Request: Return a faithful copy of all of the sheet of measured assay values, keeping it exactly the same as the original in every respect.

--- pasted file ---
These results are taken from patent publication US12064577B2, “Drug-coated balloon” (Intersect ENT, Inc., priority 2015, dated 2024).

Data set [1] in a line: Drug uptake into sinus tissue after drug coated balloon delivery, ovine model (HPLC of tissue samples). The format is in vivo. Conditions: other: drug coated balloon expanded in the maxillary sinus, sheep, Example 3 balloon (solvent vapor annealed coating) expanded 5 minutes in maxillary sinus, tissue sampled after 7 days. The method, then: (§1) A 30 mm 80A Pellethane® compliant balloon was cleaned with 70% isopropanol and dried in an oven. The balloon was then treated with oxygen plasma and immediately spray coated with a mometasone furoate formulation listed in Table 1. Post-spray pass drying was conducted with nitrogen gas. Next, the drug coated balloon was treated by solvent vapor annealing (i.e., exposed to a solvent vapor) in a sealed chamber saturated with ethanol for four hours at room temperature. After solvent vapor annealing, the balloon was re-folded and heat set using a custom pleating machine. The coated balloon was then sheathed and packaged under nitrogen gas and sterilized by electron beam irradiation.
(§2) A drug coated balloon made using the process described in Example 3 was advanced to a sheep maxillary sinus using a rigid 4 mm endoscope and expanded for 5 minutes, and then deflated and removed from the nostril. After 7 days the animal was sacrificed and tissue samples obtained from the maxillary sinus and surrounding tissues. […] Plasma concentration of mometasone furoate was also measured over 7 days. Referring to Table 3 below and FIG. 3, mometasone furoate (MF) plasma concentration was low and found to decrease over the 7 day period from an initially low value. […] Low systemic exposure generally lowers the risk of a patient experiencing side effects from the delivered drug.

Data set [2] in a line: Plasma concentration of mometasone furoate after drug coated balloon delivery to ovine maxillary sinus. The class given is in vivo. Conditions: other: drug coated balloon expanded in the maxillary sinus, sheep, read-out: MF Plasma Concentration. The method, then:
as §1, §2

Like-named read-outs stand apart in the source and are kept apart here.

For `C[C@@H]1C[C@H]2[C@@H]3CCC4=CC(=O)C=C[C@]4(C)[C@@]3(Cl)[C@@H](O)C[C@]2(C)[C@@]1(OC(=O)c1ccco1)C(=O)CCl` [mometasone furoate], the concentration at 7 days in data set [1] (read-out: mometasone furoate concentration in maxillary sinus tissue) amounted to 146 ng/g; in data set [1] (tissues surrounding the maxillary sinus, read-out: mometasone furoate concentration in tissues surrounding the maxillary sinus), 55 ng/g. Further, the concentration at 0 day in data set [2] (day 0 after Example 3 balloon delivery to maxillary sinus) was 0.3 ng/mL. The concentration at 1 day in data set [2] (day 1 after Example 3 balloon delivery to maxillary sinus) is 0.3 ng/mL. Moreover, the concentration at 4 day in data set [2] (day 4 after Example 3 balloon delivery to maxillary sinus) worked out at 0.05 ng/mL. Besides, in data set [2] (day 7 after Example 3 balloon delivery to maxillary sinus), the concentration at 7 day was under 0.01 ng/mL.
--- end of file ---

These results are taken from patent publication US12064577B2, “Drug-coated balloon” (Intersect ENT, Inc., priority 2015, dated 2024).

Data set [1] in a line: Drug uptake into sinus tissue after drug coated balloon delivery, ovine model (HPLC of tissue samples). The format is in vivo. Conditions: other: drug coated balloon expanded in the maxillary sinus, sheep, Example 3 balloon (solvent vapor annealed coating) expanded 5 minutes in maxillary sinus, tissue sampled after 7 days. The method, then: (§1) A 30 mm 80A Pellethane® compliant balloon was cleaned with 70% isopropanol and dried in an oven. The balloon was then treated with oxygen plasma and immediately spray coated with a mometasone furoate formulation listed in Table 1. Post-spray pass drying was conducted with nitrogen gas. Next, the drug coated balloon was treated by solvent vapor annealing (i.e., exposed to a solvent vapor) in a sealed chamber saturated with ethanol for four hours at room temperature. After solvent vapor annealing, the balloon was re-folded and heat set using a custom pleating machine. The coated balloon was then sheathed and packaged under nitrogen gas and sterilized by electron beam irradiation.
(§2) A drug coated balloon made using the process described in Example 3 was advanced to a sheep maxillary sinus using a rigid 4 mm endoscope and expanded for 5 minutes, and then deflated and removed from the nostril. After 7 days the animal was sacrificed and tissue samples obtained from the maxillary sinus and surrounding tissues. […] Plasma concentration of mometasone furoate was also measured over 7 days. Referring to Table 3 below and FIG. 3, mometasone furoate (MF) plasma concentration was low and found to decrease over the 7 day period from an initially low value. […] Low systemic exposure generally lowers the risk of a patient experiencing side effects from the delivered drug.

Data set [2] in a line: Plasma concentration of mometasone furoate after drug coated balloon delivery to ovine maxillary sinus. The class given is in vivo. Conditions: other: drug coated balloon expanded in the maxillary sinus, sheep, read-out: MF Plasma Concentration. The method, then:
as §1, §2

Like-named read-outs stand apart in the source and are kept apart here.

For `C[C@@H]1C[C@H]2[C@@H]3CCC4=CC(=O)C=C[C@]4(C)[C@@]3(Cl)[C@@H](O)C[C@]2(C)[C@@]1(OC(=O)c1ccco1)C(=O)CCl` [mometasone furoate], the concentration at 7 days in data set [1] (read-out: mometasone furoate concentration in maxillary sinus tissue) amounted to 146 ng/g; in data set [1] (tissues surrounding the maxillary sinus, read-out: mometasone furoate concentration in tissues surrounding the maxillary sinus), 55 ng/g. Further, the concentration at 0 day in data set [2] (day 0 after Example 3 balloon delivery to maxillary sinus) was 0.3 ng/mL. The concentration at 1 day in data set [2] (day 1 after Example 3 balloon delivery to maxillary sinus) is 0.3 ng/mL. Moreover, the concentration at 4 day in data set [2] (day 4 after Example 3 balloon delivery to maxillary sinus) worked out at 0.05 ng/mL. Besides, in data set [2] (day 7 after Example 3 balloon delivery to maxillary sinus), the concentration at 7 day was under 0.01 ng/mL.